The Good Old Days (Still)

    Of course, most of you cannot afford TV advertising – at least the kind that would have a noticeable effect on your business. And most of you are very happy in the knowledge that your precious marketing dollars are not being sprayed at lots of people who are not interested – who have zapped past your ad spot, who are in the kitchen making a snack while your ad shows, etc. No. Your online ads are seen only by people who are in your market, people who choose to watch. Online video marketing has some far superior characteristics to TV.

    The interesting statistic about Internet advertising is always the pace of change: it is growing rapidly – stealing from newspapers, radio, and in some niche areas TV.  People might see something for the first time on TV and then go online to complete their research, comparison shop, and buy. So your prospects need to see and learn what you want them to via your website, even if they originally heard something on TV that started them off. Performance-based ads – like Google’s pay-per-click service grow every year, and competitors arise monthly.

    Online video, within the social media context, is the new word-of-mouth.

    So, the Old Media, TV anyway, seems to be holding its own, for now. And New Media – online video, is growing exponentially.

    Where do we think this is going? Let’s look at 3 prime areas:

    • Social Media
    • Interactivity
    • Mobile

    Social Media – While TV is still pervasive and dominant, the growth in Social Media like Facebook, with over 500 million members, is becoming more and more a part of more and more people’s lives. Online video, within the social media context, is the new word-of-mouth. The trend is for people to be more savvy about buying, and more ‘allergic’ to advertizing generally – unless it’s very well done and packaged. TV video is that now. Web video is getting there.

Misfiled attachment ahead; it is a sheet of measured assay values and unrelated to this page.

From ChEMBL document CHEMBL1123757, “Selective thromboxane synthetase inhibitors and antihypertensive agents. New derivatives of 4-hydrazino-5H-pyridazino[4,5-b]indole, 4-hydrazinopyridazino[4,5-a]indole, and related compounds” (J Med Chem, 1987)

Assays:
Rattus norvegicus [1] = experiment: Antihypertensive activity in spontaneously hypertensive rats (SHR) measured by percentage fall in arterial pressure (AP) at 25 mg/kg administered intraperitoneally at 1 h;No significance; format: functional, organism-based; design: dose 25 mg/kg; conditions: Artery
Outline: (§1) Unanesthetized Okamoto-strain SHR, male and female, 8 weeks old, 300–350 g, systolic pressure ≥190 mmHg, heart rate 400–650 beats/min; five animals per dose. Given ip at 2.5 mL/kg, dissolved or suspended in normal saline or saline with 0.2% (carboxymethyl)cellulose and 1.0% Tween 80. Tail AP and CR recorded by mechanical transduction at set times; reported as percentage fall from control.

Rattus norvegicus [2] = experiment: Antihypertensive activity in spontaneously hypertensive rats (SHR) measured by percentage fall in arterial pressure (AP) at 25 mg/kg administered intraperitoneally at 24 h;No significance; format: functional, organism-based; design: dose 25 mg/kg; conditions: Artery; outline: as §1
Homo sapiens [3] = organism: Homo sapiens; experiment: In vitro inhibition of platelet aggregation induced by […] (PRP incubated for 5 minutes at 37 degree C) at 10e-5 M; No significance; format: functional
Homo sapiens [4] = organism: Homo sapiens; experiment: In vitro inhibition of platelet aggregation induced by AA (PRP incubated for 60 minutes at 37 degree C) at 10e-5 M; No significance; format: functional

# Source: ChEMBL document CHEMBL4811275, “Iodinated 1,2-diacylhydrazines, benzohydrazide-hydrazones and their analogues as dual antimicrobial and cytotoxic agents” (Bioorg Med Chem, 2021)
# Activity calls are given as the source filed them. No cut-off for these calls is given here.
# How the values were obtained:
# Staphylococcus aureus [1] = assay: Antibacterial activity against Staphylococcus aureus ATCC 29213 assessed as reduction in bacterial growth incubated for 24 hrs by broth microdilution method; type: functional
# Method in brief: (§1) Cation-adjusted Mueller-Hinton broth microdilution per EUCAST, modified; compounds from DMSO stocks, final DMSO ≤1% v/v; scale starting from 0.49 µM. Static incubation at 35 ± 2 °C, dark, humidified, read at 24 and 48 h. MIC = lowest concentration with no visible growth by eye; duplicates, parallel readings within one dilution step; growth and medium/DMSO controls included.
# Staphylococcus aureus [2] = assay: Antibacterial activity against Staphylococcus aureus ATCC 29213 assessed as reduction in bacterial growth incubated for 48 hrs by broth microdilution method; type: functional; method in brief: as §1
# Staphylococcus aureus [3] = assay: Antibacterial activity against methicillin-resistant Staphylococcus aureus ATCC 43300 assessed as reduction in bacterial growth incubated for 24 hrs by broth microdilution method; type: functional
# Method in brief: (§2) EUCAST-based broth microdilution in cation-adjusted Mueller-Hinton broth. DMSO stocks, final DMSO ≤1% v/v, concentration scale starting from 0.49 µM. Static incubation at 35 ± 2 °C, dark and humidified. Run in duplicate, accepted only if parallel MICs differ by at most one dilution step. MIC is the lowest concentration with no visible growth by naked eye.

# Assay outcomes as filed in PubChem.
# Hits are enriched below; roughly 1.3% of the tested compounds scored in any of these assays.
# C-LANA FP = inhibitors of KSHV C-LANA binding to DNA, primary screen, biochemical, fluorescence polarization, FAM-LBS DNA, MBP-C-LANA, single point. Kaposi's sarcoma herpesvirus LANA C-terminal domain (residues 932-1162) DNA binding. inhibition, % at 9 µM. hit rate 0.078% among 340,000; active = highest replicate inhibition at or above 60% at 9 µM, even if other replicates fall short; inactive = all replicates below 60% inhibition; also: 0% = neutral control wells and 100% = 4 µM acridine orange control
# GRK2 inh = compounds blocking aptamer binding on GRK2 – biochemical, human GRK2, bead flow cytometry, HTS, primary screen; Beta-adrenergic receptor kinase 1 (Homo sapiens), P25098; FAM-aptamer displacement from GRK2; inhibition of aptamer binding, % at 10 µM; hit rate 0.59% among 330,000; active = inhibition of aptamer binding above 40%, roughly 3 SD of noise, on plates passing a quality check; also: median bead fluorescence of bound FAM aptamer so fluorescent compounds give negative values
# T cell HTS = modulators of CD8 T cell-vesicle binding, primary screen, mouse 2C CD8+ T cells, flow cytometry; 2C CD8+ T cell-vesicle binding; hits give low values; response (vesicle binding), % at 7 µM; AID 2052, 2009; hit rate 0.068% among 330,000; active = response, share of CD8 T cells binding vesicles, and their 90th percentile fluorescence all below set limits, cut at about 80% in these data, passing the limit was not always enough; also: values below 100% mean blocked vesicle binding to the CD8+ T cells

Instead of putting a video into the website, you can put a website into the video.

    Interactive video – an already visually interesting video story, overlaid with a click-and-get-action-NOW interface, is a very powerful medium, just getting set to explode. TV – as in Google TV, is going to move into this for sure, but the online implementation will be better.

    Robert Scoble Interviews Veeple CEO

    Mobile – witness the uptake of the iPad. Check out the amount of video watched on the tiny perfect screen of the iPhone. It is very clear that another trend is rapidly accelerating here: delivering content wherever you are. And delivering content relevant to where you are is happening too. And that’s not TV.

    If we consider cost factors and trendlines, we see the importance of new media and online video. Online video can do you some good today, and tomorrow the action will move more and more to new media. And yes, you’ll still kick-back and watch TV some of the time too.

    Some stats from an article in the October 2, 2010 issue of the Economist “The Box Rocks”.

    See the Veeple Interactive Video Demo at

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    • Lajuana Prue 1:05 am on October 5, 2010 Permalink | Reply

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      • Brian Auger 11:28 am on October 5, 2010 Permalink | Reply

        Thanks for the hint Lajuana – I have now added the SHARE buttons. As for your first question – please be more specific and I’ll answer.
        Thanks for your participation.